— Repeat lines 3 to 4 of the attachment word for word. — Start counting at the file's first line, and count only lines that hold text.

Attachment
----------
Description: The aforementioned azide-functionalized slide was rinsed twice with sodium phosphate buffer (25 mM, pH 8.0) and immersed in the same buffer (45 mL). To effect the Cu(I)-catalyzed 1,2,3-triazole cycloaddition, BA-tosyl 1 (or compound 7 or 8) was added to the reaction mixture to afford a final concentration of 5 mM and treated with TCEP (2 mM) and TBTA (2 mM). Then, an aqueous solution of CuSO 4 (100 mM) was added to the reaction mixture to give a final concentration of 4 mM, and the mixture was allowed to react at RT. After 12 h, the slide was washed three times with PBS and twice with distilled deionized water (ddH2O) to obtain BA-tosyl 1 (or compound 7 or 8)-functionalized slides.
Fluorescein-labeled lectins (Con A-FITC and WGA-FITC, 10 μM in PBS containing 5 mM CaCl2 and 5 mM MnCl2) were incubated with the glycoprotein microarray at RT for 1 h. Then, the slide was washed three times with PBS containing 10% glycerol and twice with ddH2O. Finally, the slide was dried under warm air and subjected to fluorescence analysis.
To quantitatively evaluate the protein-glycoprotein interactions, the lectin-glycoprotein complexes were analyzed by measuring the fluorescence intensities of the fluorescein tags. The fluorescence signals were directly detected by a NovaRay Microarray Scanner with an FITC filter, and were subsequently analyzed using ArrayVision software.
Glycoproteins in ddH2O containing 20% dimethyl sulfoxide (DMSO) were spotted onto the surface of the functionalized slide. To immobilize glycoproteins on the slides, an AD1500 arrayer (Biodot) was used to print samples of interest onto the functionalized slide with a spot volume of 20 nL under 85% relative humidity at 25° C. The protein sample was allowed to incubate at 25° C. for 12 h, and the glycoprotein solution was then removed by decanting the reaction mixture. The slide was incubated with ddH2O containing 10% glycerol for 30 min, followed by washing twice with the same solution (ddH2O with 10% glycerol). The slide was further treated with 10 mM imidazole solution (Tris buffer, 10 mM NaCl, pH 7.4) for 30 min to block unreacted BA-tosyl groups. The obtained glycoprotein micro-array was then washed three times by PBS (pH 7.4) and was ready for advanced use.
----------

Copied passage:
To quantitatively evaluate the protein-glycoprotein interactions, the lectin-glycoprotein complexes were analyzed by measuring the fluorescence intensities of the fluorescein tags. The fluorescence signals were directly detected by a NovaRay Microarray Scanner with an FITC filter, and were subsequently analyzed using ArrayVision software.
Glycoproteins in ddH2O containing 20% dimethyl sulfoxide (DMSO) were spotted onto the surface of the functionalized slide. To immobilize glycoproteins on the slides, an AD1500 arrayer (Biodot) was used to print samples of interest onto the functionalized slide with a spot volume of 20 nL under 85% relative humidity at 25° C. The protein sample was allowed to incubate at 25° C. for 12 h, and the glycoprotein solution was then removed by decanting the reaction mixture. The slide was incubated with ddH2O containing 10% glycerol for 30 min, followed by washing twice with the same solution (ddH2O with 10% glycerol). The slide was further treated with 10 mM imidazole solution (Tris buffer, 10 mM NaCl, pH 7.4) for 30 min to block unreacted BA-tosyl groups. The obtained glycoprotein micro-array was then washed three times by PBS (pH 7.4) and was ready for advanced use.